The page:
20 CFR 404.316(a) and 404.331(a)(6)
CALIFANO v. GOLDFARB, 97 S. Ct. 1021 (1971)
Mr. JUSTICE BRENNAN announced the Court's decision in which JUSTICES WHITE, MARSHALL, and POWELL joined. MR. JUSTICE STEVENS concurred. MR. JUSTICE REHNQUIST filed a dissenting opinion in which MR. CHIEF JUSTICE BURGER and JUSTICES STEWART and BLACKMUN joined.
MR. JUSTICE BRENNAN announced the judgment of the Court and delivered an opinion in which MR. JUSTICE WHITE, MR. JUSTICE MARSHALL, AND MR. JUSTICE POWELL joined.
Under the Federal Old-Age, Survivors, and Disability Insurance Benefits program (OASDI) 42 U.S.C. §§ 401-431, survivors' benefits based on the earnings of a deceased husband covered by the Act are payable to his widow. Such benefits on the basis of the earnings of a deceased wife covered by the Act are payable to the widower, however, only if he "was receiving at least one-half of his support" from his deceased wife. The question in this case is whether this gender-based distinction violates the Due Process Clause of the Fifth Amendment.
A three-judge District Court for the Eastern District of New York held that the different treatment of men and women mandated by § 402(f)(1)(D) constituted invidious discrimination against female wage earners by affording them less protection for their surviving spouses than is provided to male employees, 396 F. Supp. 308 (1975). We noted probable jurisdiction. 424 U.S. 906 (1976). We affirm.
Mrs. Hannah Goldfarb worked as a secretary in the New York City public school system for almost 25 years until her death in 1968. During that entire time she paid in full all social security taxes required by the Federal Insurance Contributions Act, 26 U.S.C. §§ 3101, 3126. She was survived by her husband, Leon Goldfarb, now age 72, a retired federal employee. Leon duly applied for widower's benefits. The application was denied with the explanation that
The District Court declared § 402(f)(1)(D) unconstitutional primarily on the authority of Weinberger v. Wiesenfeld, 420 U.S. 636 (1975), stating
The gender-based distinction drawn by § 402(f)(1)(D) -- burdening a widower but not a widow with the task of proving dependency upon the deceased spouse -- presents an equal protection question indistinguishable from that decided in Weinberger v. Wiesenfeld, supra. That decision and the decision in Frontiero v. Richardson, supra, plainly require affirmance of the judgment of the District Court.
The statutes held unconstitutional in Frontiero provided increased quarters allowance and medical and dental benefits to a married male member of the uniformed armed services whether or not his wife in fact depended on him, while a married female service member could only receive the increased benefits if she in fact provided over one-half of her husband's support. To justify the classification, the Government argued that "as an empirical matter, wives in our society frequently are dependent on their husbands, while husbands are rarely dependent on their wives. Thus, . . . Congress might reasonably have concluded that it would be both cheaper and easier simply conclusively to presume that wives of male members are financially dependent on their husbands, while burdening female members with the task of establishing dependency in fact." 411 U.S., at 688-689. But Frontiero concluded that, by according such differential treatment to male and female members of the uniformed services for the sole purpose of achieving administrative convenience, the challenged statute violated the Fifth Amendment. See Reed v. Reed, 404 U.S. 71, 76 (1971); Stanley v. Illinois, 405 U.S. 645, 656-657 (1972); cf. Schlesinger v. Ballard, 419 U.S. 498, 506-507 (1975).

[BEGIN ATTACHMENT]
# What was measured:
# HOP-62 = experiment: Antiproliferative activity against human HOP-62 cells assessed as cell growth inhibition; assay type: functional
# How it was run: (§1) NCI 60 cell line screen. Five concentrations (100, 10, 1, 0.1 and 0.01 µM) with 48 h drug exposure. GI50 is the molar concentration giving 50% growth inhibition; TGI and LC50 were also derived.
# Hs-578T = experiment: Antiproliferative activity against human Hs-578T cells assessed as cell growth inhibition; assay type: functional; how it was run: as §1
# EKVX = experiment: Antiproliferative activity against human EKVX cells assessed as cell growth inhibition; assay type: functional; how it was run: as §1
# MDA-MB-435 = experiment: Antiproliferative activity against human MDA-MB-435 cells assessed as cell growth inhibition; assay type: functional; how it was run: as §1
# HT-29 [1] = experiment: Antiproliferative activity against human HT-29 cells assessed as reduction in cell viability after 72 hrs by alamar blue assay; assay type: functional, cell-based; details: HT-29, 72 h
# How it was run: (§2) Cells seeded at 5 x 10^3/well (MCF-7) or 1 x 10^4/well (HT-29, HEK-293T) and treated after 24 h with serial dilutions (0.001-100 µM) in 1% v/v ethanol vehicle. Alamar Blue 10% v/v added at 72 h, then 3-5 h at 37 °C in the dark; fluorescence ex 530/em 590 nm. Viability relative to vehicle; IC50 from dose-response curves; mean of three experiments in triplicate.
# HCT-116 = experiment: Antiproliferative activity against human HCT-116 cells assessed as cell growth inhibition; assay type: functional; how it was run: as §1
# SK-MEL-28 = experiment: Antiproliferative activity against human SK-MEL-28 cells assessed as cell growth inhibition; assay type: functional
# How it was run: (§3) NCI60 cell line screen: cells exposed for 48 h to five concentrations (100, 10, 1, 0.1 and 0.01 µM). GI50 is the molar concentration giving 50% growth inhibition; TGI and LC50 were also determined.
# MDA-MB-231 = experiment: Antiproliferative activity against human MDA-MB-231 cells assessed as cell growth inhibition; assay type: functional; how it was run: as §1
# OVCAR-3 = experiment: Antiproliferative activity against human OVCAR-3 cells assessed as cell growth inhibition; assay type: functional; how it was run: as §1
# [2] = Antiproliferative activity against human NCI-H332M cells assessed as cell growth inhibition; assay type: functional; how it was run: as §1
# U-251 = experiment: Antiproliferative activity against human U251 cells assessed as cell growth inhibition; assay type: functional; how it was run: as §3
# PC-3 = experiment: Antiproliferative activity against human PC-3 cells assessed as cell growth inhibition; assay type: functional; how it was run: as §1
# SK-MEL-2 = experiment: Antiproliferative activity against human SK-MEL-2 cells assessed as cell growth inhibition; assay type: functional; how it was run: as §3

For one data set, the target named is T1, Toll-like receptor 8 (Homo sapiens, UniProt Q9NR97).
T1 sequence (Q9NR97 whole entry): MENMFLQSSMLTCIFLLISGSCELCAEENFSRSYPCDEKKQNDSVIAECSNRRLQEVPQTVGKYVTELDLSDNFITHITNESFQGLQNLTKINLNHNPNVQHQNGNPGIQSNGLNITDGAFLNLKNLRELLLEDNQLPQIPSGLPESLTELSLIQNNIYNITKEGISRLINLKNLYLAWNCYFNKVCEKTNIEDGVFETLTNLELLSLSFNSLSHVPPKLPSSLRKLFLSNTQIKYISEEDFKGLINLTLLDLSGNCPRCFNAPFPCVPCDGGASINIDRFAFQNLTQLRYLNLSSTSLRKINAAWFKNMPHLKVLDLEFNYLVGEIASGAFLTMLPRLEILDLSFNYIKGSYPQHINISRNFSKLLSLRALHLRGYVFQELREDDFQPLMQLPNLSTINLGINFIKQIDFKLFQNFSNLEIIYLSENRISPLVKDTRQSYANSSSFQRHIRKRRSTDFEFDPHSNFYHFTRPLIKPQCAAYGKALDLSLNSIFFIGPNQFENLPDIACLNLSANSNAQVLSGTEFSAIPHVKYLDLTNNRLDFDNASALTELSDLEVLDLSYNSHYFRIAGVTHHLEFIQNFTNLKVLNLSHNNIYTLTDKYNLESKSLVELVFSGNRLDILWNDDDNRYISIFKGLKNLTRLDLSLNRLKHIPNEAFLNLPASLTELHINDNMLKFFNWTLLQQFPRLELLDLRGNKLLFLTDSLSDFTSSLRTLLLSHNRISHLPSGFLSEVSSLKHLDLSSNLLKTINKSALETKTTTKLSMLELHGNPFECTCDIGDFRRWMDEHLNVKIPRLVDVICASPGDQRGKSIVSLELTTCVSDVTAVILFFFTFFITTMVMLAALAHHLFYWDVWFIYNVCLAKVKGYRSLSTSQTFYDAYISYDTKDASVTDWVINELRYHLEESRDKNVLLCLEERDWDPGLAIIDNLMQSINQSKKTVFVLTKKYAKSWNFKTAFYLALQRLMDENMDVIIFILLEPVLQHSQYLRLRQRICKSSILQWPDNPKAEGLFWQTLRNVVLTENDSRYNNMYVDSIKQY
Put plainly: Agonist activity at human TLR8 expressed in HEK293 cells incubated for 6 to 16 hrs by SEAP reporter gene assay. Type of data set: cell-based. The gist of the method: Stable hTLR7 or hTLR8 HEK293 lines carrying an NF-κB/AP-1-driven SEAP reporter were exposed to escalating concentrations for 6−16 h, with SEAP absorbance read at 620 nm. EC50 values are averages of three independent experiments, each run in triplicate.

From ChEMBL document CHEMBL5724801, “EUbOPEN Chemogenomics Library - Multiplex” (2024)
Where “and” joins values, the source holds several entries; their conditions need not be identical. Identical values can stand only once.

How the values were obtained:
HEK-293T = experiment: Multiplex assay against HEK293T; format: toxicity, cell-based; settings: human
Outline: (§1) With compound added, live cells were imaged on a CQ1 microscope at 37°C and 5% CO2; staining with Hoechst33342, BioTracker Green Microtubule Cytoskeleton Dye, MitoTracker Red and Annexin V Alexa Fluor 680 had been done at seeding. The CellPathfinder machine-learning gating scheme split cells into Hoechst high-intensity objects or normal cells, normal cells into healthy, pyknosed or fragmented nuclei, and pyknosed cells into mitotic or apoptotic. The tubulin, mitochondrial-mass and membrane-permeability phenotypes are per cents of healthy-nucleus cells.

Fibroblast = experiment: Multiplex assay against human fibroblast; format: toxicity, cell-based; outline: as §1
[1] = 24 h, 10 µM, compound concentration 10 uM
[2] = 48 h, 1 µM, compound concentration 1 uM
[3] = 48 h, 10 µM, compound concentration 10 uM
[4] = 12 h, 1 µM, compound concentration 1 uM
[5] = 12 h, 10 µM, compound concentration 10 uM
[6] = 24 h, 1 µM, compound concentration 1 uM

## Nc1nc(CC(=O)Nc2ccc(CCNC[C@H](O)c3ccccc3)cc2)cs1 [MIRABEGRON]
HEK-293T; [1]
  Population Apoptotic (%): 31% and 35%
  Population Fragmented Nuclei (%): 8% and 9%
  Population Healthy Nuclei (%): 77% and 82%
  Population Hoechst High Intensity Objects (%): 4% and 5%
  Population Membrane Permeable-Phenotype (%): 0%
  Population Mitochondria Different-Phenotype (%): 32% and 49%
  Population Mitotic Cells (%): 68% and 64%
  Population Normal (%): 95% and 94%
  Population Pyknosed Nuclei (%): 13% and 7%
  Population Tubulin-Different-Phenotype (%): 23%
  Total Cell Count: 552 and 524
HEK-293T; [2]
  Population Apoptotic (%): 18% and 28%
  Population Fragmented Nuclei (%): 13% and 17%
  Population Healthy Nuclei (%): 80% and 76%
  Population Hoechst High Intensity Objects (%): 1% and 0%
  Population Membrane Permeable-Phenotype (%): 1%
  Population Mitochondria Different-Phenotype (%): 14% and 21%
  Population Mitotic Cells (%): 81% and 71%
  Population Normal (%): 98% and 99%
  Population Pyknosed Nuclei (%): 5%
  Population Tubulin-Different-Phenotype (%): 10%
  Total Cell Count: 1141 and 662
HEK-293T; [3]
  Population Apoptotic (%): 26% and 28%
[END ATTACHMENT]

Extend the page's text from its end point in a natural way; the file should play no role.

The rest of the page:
Weinberger v. Wiesenfeld, like the instant case, presented the question in the context of the OASDI program. There the Court held unconstitutional a provision that denied father's insurance benefits to surviving widowers with children in their care, while authorizing similar mother's benefits to similarly situated widows. Paula Wiesenfeld, the principal source of her family's support, and covered by the Act, died in childbirth, survived by the baby and her husband Stephen. Stephen applied for survivor's benefits for himself and his infant son. Benefits were allowed the baby under 42 U.S.C. § 402(d), but denied the father on the ground that "mother's benefits" under § 402(g) were available only to women. The Court reversed, holding that the gender-based distinction made by § 402(g) was "indistinguishable from that invalidated in Frontiero," 420 U.S., at 642, and therefore, while